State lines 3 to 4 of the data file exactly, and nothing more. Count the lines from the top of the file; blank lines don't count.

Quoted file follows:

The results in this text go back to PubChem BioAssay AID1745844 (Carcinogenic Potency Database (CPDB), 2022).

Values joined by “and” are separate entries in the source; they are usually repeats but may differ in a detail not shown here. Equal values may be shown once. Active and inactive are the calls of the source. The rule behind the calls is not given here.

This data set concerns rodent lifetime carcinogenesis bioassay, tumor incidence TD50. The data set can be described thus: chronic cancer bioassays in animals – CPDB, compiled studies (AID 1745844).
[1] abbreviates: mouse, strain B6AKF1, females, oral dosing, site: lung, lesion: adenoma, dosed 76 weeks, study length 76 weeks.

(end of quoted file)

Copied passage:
This data set concerns rodent lifetime carcinogenesis bioassay, tumor incidence TD50. The data set can be described thus: chronic cancer bioassays in animals – CPDB, compiled studies (AID 1745844).
[1] abbreviates: mouse, strain B6AKF1, females, oral dosing, site: lung, lesion: adenoma, dosed 76 weeks, study length 76 weeks.